In addition to failing to account for Romney’s corporate tax burden, Farley measures the income of the middle class in a way that skews his analysis even further. When selecting a denominator to calculate the middle-class tax burden, Farley uses adjusted gross income. This is highly problematic, for in the words of the Tax Policy Center, which is Farley’s primary source for his analysis:
[Adjusted gross income] is a very narrow measure of income. It excludes such items as untaxed social security and pension benefits, tax-exempt employee benefits, income earned within retirement accounts, and tax-exempt interest. … Narrow measures of income understate taxpayers’ ability to pay taxes and overstate their ETRs [effective tax rates].
By using this narrow measure of income, Farley overstates middle-class tax rates by at least 23%. To be fair, Just Facts and the Ceterus CPAs made a similar error in the initial analysis of Romney’s taxes, but this error overstated Romney’s effective tax rate by less than 1%.
The calculation of Romney’s tax burden is available in this Excel file. A graph and breakdown of federal tax burdens by income can be found in Just Facts’ research on the national debt.
James D. Agresti is the president of Just Facts, a nonprofit institute dedicated to researching and publishing verifiable facts about public policy. Anna Harrington is a CPA with Ceterus, Inc., a leading provider of outsourced accounting services across the United States.
Just Facts Guys,
Once again you reveal/explain “the truth”. Good job.
One of the most frustrating things in my “old age” is the realization that few Americans really understand “the facts” on so many issues.
You guys are helping a lot.
thanks, al maiuro
I LOVE facts!Thanks!This site is one of my oldest saved links,btw.
I just need to make sure I understand what you are saying on this corporate income tax rate factor. Are you saying that you are including the share of income that he would have received from his investment interests were they not taxed at the corporate tax rates first?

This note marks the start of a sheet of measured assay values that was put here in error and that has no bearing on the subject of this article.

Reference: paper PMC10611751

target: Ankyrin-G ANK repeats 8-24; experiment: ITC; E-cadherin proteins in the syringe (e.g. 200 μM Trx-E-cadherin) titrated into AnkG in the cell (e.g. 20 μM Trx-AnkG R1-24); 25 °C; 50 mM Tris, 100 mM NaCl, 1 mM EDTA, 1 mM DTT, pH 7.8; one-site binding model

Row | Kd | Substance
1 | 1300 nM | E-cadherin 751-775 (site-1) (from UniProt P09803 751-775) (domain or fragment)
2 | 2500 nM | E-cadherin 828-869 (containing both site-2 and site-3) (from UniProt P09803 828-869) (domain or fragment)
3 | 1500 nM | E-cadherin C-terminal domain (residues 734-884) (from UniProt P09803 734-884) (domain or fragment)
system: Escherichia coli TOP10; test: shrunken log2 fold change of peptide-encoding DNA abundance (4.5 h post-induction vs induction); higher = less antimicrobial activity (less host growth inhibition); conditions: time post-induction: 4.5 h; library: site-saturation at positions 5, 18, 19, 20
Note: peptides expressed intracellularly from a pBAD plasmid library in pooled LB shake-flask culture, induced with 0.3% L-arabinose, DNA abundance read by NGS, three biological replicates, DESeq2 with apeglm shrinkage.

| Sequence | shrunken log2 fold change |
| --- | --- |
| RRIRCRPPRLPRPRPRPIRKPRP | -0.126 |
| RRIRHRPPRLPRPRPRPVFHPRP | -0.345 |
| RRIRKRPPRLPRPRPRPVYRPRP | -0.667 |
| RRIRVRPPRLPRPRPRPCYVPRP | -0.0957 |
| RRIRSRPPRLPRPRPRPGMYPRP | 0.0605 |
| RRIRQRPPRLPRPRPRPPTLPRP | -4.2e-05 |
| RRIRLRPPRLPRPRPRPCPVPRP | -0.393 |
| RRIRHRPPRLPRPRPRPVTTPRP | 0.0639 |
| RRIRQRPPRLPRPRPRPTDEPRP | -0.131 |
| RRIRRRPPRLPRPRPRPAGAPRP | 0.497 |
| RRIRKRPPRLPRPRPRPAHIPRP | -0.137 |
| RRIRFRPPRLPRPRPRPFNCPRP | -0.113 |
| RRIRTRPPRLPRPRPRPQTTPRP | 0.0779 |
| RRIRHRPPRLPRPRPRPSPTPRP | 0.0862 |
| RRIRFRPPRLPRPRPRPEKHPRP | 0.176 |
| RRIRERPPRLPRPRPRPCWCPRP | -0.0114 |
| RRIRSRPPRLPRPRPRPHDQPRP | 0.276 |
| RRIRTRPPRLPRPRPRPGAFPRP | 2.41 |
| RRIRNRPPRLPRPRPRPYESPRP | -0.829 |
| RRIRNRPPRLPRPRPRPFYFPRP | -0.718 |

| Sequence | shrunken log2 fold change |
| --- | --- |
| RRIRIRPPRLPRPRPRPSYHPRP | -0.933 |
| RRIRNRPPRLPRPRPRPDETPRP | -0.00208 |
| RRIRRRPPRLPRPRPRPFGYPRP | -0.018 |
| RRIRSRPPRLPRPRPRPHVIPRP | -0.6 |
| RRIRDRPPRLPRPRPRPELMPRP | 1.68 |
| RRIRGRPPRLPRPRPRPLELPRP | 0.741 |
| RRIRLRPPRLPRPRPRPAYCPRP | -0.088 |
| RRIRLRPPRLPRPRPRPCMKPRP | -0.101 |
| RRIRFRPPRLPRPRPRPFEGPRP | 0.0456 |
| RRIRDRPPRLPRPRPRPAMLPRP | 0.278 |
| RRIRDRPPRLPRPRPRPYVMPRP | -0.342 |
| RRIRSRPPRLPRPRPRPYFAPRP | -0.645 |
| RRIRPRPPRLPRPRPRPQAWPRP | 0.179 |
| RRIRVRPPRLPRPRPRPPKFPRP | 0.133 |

If that’s it, I’m not sure I really agree on the inclusion of income that is not on the individual taxpayer’s side of the corporate fence. This leads into all sorts of other odd considerations that would have to be run through the matrix.
– Shouldn’t then the full amount of payroll taxes (15.2%), SUTA, FUTA, and other employment and business taxes be factored into the income of all wage earners?
Without this, it would seem unreasonable to count the corporate income tax as income to the shareholder.
Good questions. The answer to both is “yes.” Comprehensive federal tax burdens include corporate income taxes and the full amounts of other business taxes, such as payroll taxes. As explained by the Congressional Research Service, “corporations are not persons who can bear the burden of taxes, but merely legal entities through which individuals earn income.” Likewise, per the Congressional Budget Office (CBO), “Households generally bear the economic cost, or burden, of the taxes that they pay themselves, such as individual income taxes and employees’ share of payroll taxes. But households also bear the burden of the taxes paid by businesses.”
To summarize the above in plain words, every dime taken in taxes from a corporation is ultimately taken from its owners, workers, and customers. This why the CBO and other authorities on tax distribution account for the burdens of corporate income taxes, payroll taxes and excise taxes when determining individual tax burdens. The details of how the CBO does this are located here: http://www.justfacts.com/taxes.asp#distribution.
Another way to understand this is by considering that the vast majority of corporations in this country are structured under tax laws that merge the business and personal incomes of their owners. In these cases, each owner’s business income and personal income are combined on the same tax return and are subject to the same tax rates. By law, corporations with more than 100 owners (like publicly traded companies) cannot be structured in this manner, but nonetheless, the income taxes remitted by these corporations are taken from (1) shareholders in the form of decreased profits, (2) workers in the form of reduced wages, and (3) possibly consumers in the form of higher prices. For documentation of these facts, see the link above along with this one: http://www.justfacts.com/taxes.asp#corporate.